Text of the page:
Orlova M, et al. (2010) Roles of the Snf1-activating kinases during nitrogen limitation and pseudohyphal differentiation in Saccharomyces cerevisiae. Eukaryot Cell 9(1):208-14
Abstract: In Saccharomyces cerevisiae, Snf1 protein kinase is important for growth on carbon sources that are less preferred than glucose. When glucose becomes limiting, Snf1 undergoes catalytic activation, which requires phosphorylation of its T-loop threonine (Thr210). Thr210 phosphorylation can be performed by any of three Snf1-activating kinases, Sak1, Tos3, and Elm1. These kinases are redundant in that all three must be eliminated to confer snf1Delta-like growth defects on non-preferred carbon sources. We previously showed that in addition to glucose signaling, Snf1 also participates in nitrogen signaling and is required for diploid pseudohyphal differentiation, a filamentous-growth response to nitrogen limitation. Here, we addressed the roles of the Snf1-activating kinases in this process. Loss of Sak1 caused a defect in pseudohyphal differentiation, whereas Tos3 and Elm1 were dispensable. Sak1 was also required for increased Thr210 phosphorylation of Snf1 under nitrogen-limiting conditions. Expression of a catalytically hyperactive version of Snf1 restored pseudohyphal differentiation in the sak1Delta/sak1Delta mutant. Thus, while the Snf1-activating kinases exhibit redundancy for growth on non-preferred carbon sources, loss of Sak1 alone produced a significant defect in a nitrogen-regulated phenotype, and this defect resulted from deficient Snf1 activation rather than from disruption of another pathway. Our results suggest that Sak1 is involved in nitrogen signaling upstream of Snf1.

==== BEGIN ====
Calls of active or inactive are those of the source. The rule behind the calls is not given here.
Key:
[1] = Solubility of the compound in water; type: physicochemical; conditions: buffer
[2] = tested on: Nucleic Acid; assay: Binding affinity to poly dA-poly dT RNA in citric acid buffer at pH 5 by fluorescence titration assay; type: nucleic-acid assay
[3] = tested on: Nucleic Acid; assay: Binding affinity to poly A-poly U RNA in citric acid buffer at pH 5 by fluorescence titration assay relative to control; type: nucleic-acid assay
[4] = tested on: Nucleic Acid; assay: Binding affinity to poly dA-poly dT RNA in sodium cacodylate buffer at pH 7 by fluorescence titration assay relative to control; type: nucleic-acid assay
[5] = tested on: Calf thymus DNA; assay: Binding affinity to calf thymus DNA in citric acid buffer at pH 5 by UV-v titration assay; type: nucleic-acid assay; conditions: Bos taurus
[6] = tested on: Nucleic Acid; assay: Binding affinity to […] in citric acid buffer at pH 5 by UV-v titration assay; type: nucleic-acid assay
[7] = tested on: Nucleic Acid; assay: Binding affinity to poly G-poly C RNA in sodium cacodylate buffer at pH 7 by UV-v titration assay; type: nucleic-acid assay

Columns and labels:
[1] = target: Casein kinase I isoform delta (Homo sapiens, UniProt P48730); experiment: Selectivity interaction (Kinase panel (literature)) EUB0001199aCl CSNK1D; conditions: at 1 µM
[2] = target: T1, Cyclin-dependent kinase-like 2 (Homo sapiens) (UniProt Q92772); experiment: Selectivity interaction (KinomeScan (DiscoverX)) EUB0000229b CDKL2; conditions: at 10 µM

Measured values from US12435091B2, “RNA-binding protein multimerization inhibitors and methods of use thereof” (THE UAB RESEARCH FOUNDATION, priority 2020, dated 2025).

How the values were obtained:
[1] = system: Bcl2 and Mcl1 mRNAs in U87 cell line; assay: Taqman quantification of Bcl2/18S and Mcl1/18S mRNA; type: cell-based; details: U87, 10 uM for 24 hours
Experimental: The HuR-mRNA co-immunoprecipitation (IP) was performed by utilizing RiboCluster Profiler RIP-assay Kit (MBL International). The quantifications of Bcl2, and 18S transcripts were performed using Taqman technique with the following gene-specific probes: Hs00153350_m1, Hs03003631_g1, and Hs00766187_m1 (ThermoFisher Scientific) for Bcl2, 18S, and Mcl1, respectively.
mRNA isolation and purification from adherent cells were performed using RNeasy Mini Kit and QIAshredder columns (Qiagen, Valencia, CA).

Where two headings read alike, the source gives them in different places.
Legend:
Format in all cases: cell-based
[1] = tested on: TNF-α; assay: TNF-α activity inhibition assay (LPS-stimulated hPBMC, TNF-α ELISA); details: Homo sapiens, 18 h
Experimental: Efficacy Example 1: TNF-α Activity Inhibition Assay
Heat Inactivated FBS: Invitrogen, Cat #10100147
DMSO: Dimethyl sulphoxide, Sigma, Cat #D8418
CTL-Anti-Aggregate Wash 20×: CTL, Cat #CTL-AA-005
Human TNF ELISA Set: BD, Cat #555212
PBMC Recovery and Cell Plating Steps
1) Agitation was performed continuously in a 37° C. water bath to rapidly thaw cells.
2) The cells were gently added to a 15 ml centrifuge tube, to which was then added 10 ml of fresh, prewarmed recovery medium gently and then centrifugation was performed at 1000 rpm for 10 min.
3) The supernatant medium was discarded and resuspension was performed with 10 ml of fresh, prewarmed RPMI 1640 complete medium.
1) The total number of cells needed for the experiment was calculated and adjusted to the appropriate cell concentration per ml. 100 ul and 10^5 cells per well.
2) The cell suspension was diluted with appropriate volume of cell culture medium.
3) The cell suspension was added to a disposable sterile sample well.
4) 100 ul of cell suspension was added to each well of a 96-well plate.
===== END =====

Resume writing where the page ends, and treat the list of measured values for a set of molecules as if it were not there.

|Status: Published||Type: Journal Article||PubMed ID: 19880754|
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